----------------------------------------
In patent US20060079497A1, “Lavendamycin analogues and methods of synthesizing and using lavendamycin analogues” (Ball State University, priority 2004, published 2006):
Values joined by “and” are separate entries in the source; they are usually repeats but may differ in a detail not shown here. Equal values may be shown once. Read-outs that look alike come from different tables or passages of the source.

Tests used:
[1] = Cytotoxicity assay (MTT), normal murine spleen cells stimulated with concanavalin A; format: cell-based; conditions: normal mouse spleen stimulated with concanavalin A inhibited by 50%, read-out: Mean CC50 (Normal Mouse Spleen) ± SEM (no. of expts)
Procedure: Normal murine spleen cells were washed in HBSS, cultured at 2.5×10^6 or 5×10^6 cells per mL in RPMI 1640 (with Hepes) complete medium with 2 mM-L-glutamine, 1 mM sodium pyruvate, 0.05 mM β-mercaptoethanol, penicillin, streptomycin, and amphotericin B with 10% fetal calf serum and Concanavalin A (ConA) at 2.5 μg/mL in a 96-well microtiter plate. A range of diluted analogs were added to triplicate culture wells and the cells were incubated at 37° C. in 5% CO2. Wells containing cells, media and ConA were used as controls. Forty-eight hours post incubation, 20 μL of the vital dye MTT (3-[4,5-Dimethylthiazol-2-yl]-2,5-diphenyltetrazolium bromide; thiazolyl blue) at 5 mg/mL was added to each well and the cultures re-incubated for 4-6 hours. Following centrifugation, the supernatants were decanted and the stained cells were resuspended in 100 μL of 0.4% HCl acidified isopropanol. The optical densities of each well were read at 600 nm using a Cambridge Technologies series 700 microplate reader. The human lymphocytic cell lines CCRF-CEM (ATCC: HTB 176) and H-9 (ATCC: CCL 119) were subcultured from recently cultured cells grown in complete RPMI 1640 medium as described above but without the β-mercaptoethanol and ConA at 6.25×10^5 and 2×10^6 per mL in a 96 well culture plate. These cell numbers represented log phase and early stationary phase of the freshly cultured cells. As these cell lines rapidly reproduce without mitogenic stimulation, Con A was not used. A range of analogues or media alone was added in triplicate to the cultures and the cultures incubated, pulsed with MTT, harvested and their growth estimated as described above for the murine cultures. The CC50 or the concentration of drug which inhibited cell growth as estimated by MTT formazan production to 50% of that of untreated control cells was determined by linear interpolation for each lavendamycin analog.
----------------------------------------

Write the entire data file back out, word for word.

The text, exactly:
In patent US20060079497A1, “Lavendamycin analogues and methods of synthesizing and using lavendamycin analogues” (Ball State University, priority 2004, published 2006):
Values joined by “and” are separate entries in the source; they are usually repeats but may differ in a detail not shown here. Equal values may be shown once. Read-outs that look alike come from different tables or passages of the source.

Tests used:
[1] = Cytotoxicity assay (MTT), normal murine spleen cells stimulated with concanavalin A; format: cell-based; conditions: normal mouse spleen stimulated with concanavalin A inhibited by 50%, read-out: Mean CC50 (Normal Mouse Spleen) ± SEM (no. of expts)
Procedure: Normal murine spleen cells were washed in HBSS, cultured at 2.5×10^6 or 5×10^6 cells per mL in RPMI 1640 (with Hepes) complete medium with 2 mM-L-glutamine, 1 mM sodium pyruvate, 0.05 mM β-mercaptoethanol, penicillin, streptomycin, and amphotericin B with 10% fetal calf serum and Concanavalin A (ConA) at 2.5 μg/mL in a 96-well microtiter plate. A range of diluted analogs were added to triplicate culture wells and the cells were incubated at 37° C. in 5% CO2. Wells containing cells, media and ConA were used as controls. Forty-eight hours post incubation, 20 μL of the vital dye MTT (3-[4,5-Dimethylthiazol-2-yl]-2,5-diphenyltetrazolium bromide; thiazolyl blue) at 5 mg/mL was added to each well and the cultures re-incubated for 4-6 hours. Following centrifugation, the supernatants were decanted and the stained cells were resuspended in 100 μL of 0.4% HCl acidified isopropanol. The optical densities of each well were read at 600 nm using a Cambridge Technologies series 700 microplate reader. The human lymphocytic cell lines CCRF-CEM (ATCC: HTB 176) and H-9 (ATCC: CCL 119) were subcultured from recently cultured cells grown in complete RPMI 1640 medium as described above but without the β-mercaptoethanol and ConA at 6.25×10^5 and 2×10^6 per mL in a 96 well culture plate. These cell numbers represented log phase and early stationary phase of the freshly cultured cells. As these cell lines rapidly reproduce without mitogenic stimulation, Con A was not used. A range of analogues or media alone was added in triplicate to the cultures and the cultures incubated, pulsed with MTT, harvested and their growth estimated as described above for the murine cultures. The CC50 or the concentration of drug which inhibited cell growth as estimated by MTT formazan production to 50% of that of untreated control cells was determined by linear interpolation for each lavendamycin analog.